• Create an operations manual to get your business organized. It not only helps you have everything in one place, it also will better position you to put the gas back on when things improve. You can hire help and more quickly put them to work.
  • Diversify your client base (fuck niching) and income streams for the future; I have writing work (with several types of clients), 1:1 coaching (and 2 offers within that, a 6-mo. package and a low-cost monthly accountability program), courses, digital downloads, affiliate income, and ads income on the blog
  • Track your data: It’s easy to spiral from “I’m not making enough money right now” to “I’m a loser.” This is particularly true when we rely only on our bank account and our feelings to assess our success.
    • The cure is to track more metrics in your business so you can use factual data to assess your progress. Sales may be down, but perhaps you’re growing your email list or appearing on more podcasts—or any number of other things that might later result in sales. Revenues may be down, but perhaps your actual profits are up, or you are getting more repeat clients. Knowing *all* of your numbers will paint a more complete picture of the ways you’re growing and improving, even if actual sales are down.
    • Also, you can use this real data to be aware of your specific feast-famine cycle. If year after year, work slows down every holiday or every summer, you can be better prepared for them, financially and emotionally.
  • The truth is, you may not be able to work for a while. This can be a good time to do big-picture thinking and planning. Thinking about how you may want to shift your business in light of all that’s happened, what you to do on the other side of this crisis. This is something I recommend doing once a quarter anyway, but for those of us who put it on the back burner, now can be a good time to sit down with pen to paper and have a CEO Day. There are loads of free resources you can hunt down online for this, or I have a $10 20+ page workbook you can get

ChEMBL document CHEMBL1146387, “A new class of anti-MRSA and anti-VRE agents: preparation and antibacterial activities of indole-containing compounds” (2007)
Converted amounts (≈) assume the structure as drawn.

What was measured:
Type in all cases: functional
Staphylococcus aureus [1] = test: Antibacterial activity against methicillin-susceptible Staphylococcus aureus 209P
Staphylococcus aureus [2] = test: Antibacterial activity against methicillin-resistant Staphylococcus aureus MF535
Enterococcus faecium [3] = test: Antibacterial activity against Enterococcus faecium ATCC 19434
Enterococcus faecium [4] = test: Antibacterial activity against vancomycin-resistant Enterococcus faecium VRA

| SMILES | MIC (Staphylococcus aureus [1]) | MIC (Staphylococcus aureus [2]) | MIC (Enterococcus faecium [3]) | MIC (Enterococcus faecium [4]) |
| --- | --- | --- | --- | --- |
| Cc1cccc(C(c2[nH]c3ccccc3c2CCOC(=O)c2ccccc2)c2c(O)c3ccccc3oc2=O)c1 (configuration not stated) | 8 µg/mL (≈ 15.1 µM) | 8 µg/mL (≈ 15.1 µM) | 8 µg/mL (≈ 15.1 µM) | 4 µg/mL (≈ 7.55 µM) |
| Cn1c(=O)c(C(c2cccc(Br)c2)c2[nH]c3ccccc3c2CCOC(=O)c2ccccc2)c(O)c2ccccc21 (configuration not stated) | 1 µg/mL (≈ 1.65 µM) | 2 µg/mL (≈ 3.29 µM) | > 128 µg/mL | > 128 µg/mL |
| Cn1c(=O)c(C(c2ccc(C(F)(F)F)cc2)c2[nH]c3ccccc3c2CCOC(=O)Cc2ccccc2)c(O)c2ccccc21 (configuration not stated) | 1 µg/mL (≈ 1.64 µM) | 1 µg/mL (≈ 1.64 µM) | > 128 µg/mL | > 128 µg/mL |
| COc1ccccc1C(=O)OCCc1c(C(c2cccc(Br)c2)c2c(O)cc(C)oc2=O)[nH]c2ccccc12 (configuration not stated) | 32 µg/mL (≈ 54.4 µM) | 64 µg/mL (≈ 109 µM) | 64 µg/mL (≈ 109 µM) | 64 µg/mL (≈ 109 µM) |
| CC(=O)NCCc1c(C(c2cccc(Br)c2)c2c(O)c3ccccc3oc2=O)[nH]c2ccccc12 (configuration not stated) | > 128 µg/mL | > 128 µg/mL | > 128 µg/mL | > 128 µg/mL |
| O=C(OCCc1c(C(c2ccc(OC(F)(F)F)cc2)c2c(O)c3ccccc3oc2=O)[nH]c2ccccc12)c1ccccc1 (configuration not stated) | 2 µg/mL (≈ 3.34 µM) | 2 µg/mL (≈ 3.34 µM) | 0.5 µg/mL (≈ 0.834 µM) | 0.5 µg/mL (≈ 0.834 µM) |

4. Keep planting seeds.

  • I want to again reiterate what I said earlier. Do what’s right for you. Don’t feel pressured to be productive or to become a thought leader if that’s not where your head is at.
  • If, however, you truly want to do something during this time to be productive, then these ideas are for you.
  • Also, it’s OKAY to want to be doing something right now. That’s 100% where I’m at. That’s why I’m doing this today. It’s why I’ve put together a free summit in a week (I’ll tell you about that in a minute).
  • A slow time—even if it’s one we didn’t choose and that is very scary—is an ideal time to plant seeds that will later help your business grow.
  • Write that content you’ve been sitting on; now is when to get your blogs and opt ins and courses together or upgraded; and optimize it for SEO while you’re at it
  • Launch the podcast, YT channel, or FB group
  • Pin the heck out of existing content
  • Keep in touch with your customers/prospects via email


5. Don’t make big decisions—yet.

  • Don’t make big decisions on your worst (or your best) day. Those decisions are based on feelings, not facts. They are rooted in the story you’re telling yourself, and one that will very likely change. Feelings aren’t facts! Take a break and, when you feel more even keeled, analyze the facts before doing something rash like changing your business model or quitting.
  • If it comes to it, and it’s possible, there is no shame in getting a bridge job.
  • It’s easy to panic right now. But also, there is so much that is outside of our control.
  • I’m looking at our bank account dwindling. I’m looking at ZERO new work/sales coming my way. I have moments of panic and fear, but thanks to all of my mindset work, I am mostly remaining pretty calm. And believe me, that’s saying a lot, because I suffer from pretty intense anxiety (and this situation is quite a trigger for me).